The filings triggered multiple news reports that mistakenly conveyed the proposed agreement in significant fashions that require immediate clarification.

  • These settlements are not recalls.
  • These settlements are not any admission that the products are defective or unsafe.
  • These settlements are an opportunity for any concerned consumers who have the Remington Model 700, Seven, Sportsman 78, 673, 710, 715, 770, 600, 660, XP-100, 721, 722 and 725 rifles with either a Walker trigger mechanism, or a trigger mechanism which utilizes a “trigger connector” to have Remington install a new trigger.
  • The benefits under the settlement, including the trigger replacement program, will not be in place until after court approval of the settlement and full notice will go out at that time.
  • This culminates from extensive mediator-supervised negotiations between lawyers for those concerned about the triggers and Remington, who while denying there is any cause for concern, always desires to ensure that its customers are satisfied with Remington products.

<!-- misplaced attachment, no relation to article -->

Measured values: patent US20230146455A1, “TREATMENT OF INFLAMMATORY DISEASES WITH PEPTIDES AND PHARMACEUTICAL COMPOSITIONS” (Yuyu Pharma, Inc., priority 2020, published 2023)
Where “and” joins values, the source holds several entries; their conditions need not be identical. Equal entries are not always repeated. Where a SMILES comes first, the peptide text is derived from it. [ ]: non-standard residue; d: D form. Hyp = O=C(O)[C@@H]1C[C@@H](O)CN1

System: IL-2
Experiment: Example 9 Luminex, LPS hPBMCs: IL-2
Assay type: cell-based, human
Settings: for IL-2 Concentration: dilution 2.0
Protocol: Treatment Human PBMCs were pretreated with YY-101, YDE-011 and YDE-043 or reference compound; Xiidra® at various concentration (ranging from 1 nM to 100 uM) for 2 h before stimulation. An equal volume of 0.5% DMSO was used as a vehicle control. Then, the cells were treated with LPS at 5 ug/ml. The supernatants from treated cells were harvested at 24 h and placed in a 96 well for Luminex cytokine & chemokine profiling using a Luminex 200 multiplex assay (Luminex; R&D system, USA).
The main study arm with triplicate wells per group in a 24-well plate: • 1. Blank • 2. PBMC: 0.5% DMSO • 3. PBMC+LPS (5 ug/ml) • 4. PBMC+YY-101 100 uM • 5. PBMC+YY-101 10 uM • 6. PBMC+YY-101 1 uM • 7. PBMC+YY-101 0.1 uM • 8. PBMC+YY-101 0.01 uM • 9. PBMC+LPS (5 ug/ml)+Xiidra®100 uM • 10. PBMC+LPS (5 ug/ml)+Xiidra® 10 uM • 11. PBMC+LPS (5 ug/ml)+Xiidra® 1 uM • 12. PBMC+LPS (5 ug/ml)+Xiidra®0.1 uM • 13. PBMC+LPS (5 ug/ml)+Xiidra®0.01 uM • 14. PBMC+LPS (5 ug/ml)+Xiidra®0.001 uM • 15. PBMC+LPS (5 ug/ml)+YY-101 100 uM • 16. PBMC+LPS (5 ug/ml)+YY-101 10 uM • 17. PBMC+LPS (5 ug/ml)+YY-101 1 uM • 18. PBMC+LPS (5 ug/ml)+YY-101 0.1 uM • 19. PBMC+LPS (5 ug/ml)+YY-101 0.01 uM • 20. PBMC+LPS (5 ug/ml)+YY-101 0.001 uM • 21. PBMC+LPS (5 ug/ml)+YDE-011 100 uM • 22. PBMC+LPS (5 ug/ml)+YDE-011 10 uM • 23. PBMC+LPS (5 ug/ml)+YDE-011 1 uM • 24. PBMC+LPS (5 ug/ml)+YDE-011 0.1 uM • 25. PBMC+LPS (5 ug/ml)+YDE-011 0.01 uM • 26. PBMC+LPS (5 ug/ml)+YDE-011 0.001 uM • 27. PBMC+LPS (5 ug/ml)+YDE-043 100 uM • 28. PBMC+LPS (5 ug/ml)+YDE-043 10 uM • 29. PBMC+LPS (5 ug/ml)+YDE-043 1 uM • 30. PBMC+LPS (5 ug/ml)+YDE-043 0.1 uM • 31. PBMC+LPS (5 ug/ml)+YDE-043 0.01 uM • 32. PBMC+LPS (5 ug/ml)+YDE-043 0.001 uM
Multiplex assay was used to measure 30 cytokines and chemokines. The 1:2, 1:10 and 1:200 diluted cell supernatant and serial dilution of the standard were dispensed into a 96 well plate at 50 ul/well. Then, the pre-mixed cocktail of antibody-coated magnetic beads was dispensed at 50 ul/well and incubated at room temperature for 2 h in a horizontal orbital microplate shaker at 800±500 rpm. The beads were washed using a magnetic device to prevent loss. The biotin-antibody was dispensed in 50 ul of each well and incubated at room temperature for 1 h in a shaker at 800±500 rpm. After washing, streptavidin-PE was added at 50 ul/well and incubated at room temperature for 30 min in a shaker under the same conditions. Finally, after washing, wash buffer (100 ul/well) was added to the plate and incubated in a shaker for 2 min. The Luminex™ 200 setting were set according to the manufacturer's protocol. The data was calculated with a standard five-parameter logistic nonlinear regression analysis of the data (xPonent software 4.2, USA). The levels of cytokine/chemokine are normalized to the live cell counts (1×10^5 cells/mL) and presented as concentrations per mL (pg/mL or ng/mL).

A joint press release will be issued to better explain details of the proposed settlement.

    For further information, contact: Mark Lanier at wml@LanierLawFirm.com; 800-723-3216

    SOURCE Lanier Law Firm


    Years ago I read about a fascinating pistol target device described by Jeff Cooper as an Apitir. I searched for it at the time and found nothing. I later forgot the name, which I knew only as an odd name starting with an A. After rediscovering Cooper’s description and searching for it just now, I still find nothing. If anyone is building them, or has build even one, they haven’t posted it on line by the name Apitir, and almost no one has been talking about it.

    Cooper describes it in the sixth item on this page. It’s a great idea, Cooper wanted it to be widely embraced, and since no one else is talking bout it, at least under that name, well, there it is for you to ponder.